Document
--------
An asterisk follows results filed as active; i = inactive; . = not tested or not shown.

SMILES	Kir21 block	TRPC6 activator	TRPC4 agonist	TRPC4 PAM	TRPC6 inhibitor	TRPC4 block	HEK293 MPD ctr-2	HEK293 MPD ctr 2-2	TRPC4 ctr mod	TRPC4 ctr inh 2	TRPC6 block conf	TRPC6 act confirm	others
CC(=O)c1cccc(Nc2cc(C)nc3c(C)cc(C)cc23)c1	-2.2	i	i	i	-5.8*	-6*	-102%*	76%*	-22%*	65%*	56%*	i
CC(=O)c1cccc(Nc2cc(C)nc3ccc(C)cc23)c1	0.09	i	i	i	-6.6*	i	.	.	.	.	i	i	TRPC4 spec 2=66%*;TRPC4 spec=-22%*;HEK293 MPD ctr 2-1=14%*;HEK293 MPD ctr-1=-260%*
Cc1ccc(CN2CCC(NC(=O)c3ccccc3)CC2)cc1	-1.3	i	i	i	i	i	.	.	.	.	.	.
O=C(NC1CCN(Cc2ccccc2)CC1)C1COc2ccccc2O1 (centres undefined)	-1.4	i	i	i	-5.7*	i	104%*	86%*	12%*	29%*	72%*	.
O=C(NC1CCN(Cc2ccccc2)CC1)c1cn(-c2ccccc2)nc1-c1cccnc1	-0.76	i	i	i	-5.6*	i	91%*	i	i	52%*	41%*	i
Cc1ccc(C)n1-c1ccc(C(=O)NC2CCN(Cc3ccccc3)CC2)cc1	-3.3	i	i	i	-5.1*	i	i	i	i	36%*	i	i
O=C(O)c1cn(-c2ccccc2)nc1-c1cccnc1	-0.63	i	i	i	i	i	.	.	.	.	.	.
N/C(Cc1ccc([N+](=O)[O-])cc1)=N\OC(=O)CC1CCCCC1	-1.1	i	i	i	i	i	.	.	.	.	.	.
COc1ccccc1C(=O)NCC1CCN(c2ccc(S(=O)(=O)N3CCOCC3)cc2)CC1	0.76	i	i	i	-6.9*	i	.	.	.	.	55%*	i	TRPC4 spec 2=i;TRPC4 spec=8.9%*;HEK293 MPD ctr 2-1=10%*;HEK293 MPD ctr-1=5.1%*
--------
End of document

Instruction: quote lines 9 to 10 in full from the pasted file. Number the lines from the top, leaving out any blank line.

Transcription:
O=C(O)c1cn(-c2ccccc2)nc1-c1cccnc1	-0.63	i	i	i	i	i	.	.	.	.	.	.
N/C(Cc1ccc([N+](=O)[O-])cc1)=N\OC(=O)CC1CCCCC1	-1.1	i	i	i	i	i	.	.	.	.	.	.